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MonkeyNotes-The Comedy of Errors by William Shakespeare
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LITERARY BACKGROUND

Shakespeare drew upon a range of sources for material for his plays. This material he then crafted and marked with his own stamp. While the finished product of The Comedy of Errors is "original" in the best sense of the word, its plot is borrowed.

Shakespeare was a beginning playwright when he wrote The Comedy of Errors. It has often been assumed that this was his first work; it was first performed at Grays Inn on December 28, 1594 as part of the Christmas celebrations.

The chief source that Shakespeare used for this play is Plautus' Menaechmi, which is about the mixed identity of two twins. True to his ingenious 'feel' for stories that could be used for great dramatic effect, Shakespeare increased the number of sets of twins in his story, from one in the original source to two in his play. The potential for confusion was, thus, automatically doubled with this one gesture of innovative adaptation.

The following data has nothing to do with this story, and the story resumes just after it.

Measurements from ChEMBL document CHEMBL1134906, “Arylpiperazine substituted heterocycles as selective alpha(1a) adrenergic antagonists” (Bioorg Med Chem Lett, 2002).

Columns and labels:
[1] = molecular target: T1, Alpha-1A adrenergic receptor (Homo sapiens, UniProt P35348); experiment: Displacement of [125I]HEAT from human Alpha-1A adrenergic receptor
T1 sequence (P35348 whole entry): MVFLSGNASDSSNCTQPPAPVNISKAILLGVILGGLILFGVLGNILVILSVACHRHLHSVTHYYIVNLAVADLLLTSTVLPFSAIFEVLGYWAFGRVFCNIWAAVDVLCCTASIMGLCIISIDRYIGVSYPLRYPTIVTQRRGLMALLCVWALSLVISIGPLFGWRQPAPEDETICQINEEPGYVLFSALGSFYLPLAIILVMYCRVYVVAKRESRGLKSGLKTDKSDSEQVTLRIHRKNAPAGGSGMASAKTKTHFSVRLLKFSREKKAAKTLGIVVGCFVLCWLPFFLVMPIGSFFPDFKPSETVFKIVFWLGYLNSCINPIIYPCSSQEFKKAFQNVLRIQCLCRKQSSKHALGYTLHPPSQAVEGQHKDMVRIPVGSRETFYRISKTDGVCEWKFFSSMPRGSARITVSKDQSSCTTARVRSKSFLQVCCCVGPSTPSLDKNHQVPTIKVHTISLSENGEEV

Shakespeare also adapted one scene for The Comedy of Errors from another play by Plautus called Amphitrus. He also drew from his own experience, both as a student in grammar school and as a teacher in a country school, to provide the figure of Dr. Pinch, a caricature of a schoolmaster. Another important deviation seen in The Comedy of Errors is Shakespeare's use of blank verse. Unlike the original, he does not depend only on rhymed couplets.

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